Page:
Rare images have been released of North Korea's nuclear facility at Yongbyon, which is in the process of being disabled as part of an denuclearisation deal.
Pyongyang agreed to shut down the reactor and remove fuel rods in exchange for international aid and diplomatic concessions.
US researchers were given rare access to the facility in February, and were shown some of the equipment packaged for removal.
There are also by-products to remove, such as these bags of uranium trioxide.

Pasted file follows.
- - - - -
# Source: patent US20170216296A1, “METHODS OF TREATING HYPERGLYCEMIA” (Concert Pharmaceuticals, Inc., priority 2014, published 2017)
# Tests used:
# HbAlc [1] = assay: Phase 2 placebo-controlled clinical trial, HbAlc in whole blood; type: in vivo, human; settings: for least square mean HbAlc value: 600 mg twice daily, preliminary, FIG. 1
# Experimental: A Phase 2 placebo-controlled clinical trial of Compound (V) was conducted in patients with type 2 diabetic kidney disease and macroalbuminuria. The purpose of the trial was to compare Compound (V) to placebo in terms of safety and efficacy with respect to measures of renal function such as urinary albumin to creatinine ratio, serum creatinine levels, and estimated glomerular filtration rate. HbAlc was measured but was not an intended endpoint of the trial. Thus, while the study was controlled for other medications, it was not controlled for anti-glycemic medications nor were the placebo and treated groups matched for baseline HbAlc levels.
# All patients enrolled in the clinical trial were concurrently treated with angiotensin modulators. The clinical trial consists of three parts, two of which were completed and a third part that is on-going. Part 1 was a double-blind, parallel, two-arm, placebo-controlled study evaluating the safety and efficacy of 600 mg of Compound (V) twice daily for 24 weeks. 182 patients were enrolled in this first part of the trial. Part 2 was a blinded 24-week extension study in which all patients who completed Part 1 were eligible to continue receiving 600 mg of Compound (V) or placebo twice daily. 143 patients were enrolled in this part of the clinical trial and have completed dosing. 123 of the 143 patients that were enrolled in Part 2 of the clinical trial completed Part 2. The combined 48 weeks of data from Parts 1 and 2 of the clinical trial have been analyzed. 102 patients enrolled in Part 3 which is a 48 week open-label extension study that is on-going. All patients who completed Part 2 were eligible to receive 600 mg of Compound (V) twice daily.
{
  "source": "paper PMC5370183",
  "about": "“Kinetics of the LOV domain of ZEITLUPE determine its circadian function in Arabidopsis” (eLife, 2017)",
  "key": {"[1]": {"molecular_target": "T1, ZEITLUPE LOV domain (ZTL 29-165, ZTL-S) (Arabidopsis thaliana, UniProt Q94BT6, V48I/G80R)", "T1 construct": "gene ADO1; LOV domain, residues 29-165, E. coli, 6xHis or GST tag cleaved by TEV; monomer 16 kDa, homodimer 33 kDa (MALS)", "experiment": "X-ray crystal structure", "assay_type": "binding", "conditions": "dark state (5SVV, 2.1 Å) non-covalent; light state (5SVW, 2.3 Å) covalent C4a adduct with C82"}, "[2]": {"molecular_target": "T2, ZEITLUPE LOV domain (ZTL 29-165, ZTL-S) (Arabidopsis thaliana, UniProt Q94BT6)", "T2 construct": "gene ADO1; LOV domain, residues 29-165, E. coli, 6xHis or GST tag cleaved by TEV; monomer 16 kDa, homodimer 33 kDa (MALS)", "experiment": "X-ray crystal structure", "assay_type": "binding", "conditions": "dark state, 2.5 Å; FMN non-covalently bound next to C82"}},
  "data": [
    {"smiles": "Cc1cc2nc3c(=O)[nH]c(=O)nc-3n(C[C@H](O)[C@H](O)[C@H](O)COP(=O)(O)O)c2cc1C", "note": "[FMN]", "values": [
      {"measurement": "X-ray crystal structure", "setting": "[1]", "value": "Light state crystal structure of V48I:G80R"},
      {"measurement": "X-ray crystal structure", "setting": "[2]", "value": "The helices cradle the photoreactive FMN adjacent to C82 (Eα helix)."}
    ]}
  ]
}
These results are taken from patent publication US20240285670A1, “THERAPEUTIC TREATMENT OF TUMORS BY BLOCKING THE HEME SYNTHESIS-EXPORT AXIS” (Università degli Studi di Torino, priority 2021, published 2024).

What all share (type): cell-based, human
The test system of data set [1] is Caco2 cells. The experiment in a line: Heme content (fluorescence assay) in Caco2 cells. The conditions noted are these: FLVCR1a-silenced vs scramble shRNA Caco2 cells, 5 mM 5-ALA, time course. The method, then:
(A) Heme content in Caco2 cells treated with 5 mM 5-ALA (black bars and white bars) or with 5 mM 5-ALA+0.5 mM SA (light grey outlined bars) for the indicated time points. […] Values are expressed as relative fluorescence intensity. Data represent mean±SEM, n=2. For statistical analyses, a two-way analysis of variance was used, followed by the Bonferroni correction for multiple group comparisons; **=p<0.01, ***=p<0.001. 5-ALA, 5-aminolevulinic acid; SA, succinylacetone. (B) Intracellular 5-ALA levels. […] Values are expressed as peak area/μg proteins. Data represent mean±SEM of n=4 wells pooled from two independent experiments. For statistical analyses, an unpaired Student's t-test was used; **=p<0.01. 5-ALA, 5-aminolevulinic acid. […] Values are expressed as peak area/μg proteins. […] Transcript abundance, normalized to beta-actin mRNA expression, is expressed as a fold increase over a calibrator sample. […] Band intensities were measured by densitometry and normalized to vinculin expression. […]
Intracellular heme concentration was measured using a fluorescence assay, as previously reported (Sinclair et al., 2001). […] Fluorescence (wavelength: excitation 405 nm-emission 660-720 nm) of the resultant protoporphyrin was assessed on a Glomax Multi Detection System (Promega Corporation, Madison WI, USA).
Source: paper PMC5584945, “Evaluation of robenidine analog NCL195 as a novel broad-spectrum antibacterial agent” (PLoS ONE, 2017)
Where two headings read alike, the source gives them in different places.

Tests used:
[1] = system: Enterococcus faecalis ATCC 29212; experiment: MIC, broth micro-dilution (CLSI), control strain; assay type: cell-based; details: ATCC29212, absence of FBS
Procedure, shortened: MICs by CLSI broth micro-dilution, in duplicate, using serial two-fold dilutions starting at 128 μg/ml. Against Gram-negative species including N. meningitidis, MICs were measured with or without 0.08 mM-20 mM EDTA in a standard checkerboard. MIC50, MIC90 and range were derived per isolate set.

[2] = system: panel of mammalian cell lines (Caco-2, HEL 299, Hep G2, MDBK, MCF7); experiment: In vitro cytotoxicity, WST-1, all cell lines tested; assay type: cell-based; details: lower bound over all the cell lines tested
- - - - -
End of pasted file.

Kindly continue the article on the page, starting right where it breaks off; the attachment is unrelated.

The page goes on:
The international community fears North Korea was using the plant as part of a secret weapons programme, something Pyongyang denies.
Observers from the International Atomic Energy Agency (IAEA) have closely monitored the denuclearisation process, and cameras have been installed to keep watch.
US officials say one quarter of the reactor's fuel rods have already been removed, with the rest due to be taken out by August.
While progress has definitely been made, the denuclearisation process has been far from smooth.
North Korea missed a year-end deadline for submitting full details of its nuclear programme, and has still not given enough information to satisfy the US.
But North Korean leader Kim Jong-il has insisted that his country remains committed to the international deal.